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Young is in the underdog’s corner

By: Jane Pribek//September 19, 2012//

Young is in the underdog’s corner

By: Jane Pribek//September 19, 2012//

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Wisconsin Law Journal photo/Kevin Harnack

Just a few years ago, Peter Young began his professional career as a litigation project assistant, working for the defense and living the fast-paced Chicago lifestyle.

Now he’s a plaintiffs’ lawyer in the laid-back North Woods, and he said he couldn’t be happier.

Young’s first exposure to law was helping with Cook v. Dow Chemical. The case was tried for five months in Denver, concluding with a nearly $1 billion verdict that was reversed.

The job was fascinating and cemented his desire to attend law school. But it also confirmed whom he’d represent.

“It’s a cliché, but it’s true: I’ve always been drawn toward the underdog, to be on the side of folks who’ve been harmed through the bad acts or negligent acts of others or corporations,” Young said. “I’ve always felt that way, and I continue to feel that way, more and more, the further down the track I get into practicing.”

Young started as a clerk for Habush. After graduation, he leapt at the opportunity to return home to join the Rhinelander office.

He serves on the firm’s product-liability committee, but also handles a wide variety of general negligence cases.

Young has tried four cases since earning his law degree, including a recent four-week trial in federal court in San Francisco. Plaintiffs have prevailed in three of them.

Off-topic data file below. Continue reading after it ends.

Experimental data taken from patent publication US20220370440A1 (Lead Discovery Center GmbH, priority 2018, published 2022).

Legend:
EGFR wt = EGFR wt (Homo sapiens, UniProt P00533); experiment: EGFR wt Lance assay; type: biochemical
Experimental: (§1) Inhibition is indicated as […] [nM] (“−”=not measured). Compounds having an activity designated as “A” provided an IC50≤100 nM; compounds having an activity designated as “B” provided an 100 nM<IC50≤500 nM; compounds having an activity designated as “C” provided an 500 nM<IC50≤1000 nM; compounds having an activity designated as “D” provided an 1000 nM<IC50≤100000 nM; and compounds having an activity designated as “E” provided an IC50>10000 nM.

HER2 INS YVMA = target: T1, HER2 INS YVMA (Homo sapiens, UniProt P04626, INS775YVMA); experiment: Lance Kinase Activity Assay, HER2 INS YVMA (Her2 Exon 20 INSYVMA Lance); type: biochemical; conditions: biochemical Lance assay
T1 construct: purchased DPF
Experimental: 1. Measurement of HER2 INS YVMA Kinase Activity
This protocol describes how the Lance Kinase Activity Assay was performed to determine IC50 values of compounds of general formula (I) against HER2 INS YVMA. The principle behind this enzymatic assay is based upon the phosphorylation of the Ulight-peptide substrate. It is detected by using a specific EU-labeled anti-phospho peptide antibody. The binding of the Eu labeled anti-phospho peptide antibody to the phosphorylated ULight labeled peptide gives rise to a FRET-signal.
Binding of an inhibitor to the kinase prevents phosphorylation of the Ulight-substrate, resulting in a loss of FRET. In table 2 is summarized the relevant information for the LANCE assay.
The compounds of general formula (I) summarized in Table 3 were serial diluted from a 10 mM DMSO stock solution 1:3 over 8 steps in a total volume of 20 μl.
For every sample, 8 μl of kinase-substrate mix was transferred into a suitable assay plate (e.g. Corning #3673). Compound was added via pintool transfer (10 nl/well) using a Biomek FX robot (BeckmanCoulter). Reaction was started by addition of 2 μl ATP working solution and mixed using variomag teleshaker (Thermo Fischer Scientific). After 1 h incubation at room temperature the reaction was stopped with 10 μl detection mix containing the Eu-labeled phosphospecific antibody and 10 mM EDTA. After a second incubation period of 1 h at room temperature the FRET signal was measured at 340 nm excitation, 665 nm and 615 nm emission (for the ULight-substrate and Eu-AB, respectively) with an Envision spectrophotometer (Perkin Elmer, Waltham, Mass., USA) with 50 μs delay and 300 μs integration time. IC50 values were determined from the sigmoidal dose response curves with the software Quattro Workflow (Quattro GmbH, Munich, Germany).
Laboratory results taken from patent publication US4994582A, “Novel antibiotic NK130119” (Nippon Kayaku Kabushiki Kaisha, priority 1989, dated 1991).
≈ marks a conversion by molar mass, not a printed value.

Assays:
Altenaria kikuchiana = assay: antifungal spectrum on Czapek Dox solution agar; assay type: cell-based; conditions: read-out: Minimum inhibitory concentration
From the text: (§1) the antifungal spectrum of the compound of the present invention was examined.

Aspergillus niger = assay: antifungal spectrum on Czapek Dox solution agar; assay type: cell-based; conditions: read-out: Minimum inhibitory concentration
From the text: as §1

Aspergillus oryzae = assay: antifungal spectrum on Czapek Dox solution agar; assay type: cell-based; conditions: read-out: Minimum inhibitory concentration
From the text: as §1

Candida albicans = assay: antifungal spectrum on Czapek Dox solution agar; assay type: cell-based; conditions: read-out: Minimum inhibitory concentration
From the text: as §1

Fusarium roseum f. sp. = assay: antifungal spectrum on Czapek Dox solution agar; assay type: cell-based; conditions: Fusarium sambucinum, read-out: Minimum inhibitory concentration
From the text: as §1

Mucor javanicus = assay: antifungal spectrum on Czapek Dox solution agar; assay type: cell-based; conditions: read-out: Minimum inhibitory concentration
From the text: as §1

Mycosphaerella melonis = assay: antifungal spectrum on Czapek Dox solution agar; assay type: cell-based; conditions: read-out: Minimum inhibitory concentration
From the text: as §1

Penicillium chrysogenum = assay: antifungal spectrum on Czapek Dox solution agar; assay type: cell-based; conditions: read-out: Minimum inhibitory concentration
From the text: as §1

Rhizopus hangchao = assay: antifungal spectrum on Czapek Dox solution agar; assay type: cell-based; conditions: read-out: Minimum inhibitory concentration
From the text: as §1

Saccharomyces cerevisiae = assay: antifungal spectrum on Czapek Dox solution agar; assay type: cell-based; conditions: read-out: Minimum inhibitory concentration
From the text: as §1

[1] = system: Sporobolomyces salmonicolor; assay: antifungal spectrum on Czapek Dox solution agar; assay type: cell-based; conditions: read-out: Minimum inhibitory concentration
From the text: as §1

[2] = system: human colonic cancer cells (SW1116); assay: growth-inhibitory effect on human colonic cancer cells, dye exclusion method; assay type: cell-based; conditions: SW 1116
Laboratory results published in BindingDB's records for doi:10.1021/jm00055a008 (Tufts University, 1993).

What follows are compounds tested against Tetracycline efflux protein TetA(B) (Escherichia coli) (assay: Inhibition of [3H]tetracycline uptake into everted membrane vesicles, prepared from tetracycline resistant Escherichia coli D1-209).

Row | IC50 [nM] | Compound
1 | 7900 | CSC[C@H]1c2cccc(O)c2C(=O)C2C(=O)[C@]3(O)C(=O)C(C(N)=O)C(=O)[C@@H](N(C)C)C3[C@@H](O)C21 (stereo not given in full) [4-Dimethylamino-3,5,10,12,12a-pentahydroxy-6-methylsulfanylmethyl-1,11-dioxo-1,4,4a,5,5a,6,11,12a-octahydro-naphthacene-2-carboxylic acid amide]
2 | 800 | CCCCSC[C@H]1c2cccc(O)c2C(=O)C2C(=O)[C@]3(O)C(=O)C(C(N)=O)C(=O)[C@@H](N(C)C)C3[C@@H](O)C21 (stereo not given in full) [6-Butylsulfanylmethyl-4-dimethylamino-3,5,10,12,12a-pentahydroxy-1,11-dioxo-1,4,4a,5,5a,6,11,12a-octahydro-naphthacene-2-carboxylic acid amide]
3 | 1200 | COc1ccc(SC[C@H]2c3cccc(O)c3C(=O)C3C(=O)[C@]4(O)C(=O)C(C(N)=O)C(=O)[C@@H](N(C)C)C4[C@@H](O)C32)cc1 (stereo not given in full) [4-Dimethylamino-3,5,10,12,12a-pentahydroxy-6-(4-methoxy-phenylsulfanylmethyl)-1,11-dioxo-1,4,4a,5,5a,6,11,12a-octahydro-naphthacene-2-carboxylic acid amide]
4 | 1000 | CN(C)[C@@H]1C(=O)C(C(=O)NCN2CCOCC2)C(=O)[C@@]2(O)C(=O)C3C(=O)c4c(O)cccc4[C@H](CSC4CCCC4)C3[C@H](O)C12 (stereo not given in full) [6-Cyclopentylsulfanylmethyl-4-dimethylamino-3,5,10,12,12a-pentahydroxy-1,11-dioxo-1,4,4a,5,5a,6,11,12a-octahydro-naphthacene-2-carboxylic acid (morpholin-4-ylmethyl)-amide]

What was your worst law school course?

Constitutional law, although I like the Constitution.

If you hadn’t become a lawyer, what would you have done?

I would’ve been a truck driver. I’ve got a commercial driver’s license, and I used to do road construction in college. I drove the dump trucks with the hot-mix asphalt, and, believe it or not, I love to do that type of work.

What song is on heavy rotation on your iPod?

“Tunnel of Love,” by Dire Straits. Mark Knopfler is one of the better guitar players of all time.

What is your greatest extravagance?

My 1986 Ford pickup truck. It’s an absolute money pit. Something’s always going wrong with it because it’s old. But I like driving it around in the woods.

What do you miss most about your childhood?

The freedom to climb trees or play hide-and-seek, kick the can or whatever game you wanted to play, from the moment you got out of bed until the sun went down.

Which words or phrases do you most overuse?

In briefs, I almost always write, “against this backdrop.” I’ve got to stop doing that.

What was the first concert you ever went to?

My first concert was at the Carlin Lake Lodge in northern Wisconsin in 1988. The Johnny Wagner band was on the stage under a giant tent, complete with wooden dance floor. At the age of five, I danced with my grandmother to Johnny W’s polka music.

What is your favorite thing to do in Wisconsin?

The American Birkebeiner ski race between Hayward and Cable, Wis. I’ve done it twice now. It’s personally challenging and it reminds me how easy everything else is.

What is your greatest extravagance?

My 1986 Ford pickup truck. It’s an absolute money pit; something’s always going wrong with it because it’s old. But I like driving it around in the woods.

Who are your favorite writers?

There’s an old travel and adventure writer who wrote in the ‘20s and ‘30s named Richard Halliburton. And “Seven Years in Tibet” – not the movie, the book, by Heinrich Harrer. His other books are good, too. Also, Jim Harrison, from the Upper Peninsula of Michigan, Arizona and Montana.

Which words or phrases do you most overuse?

In briefs, I almost always write, “against this backdrop.” I’ve got to stop doing that.

What are you craving right now?

Ice cream from The Windmill in Tomahawk, Wis. It’s the best.

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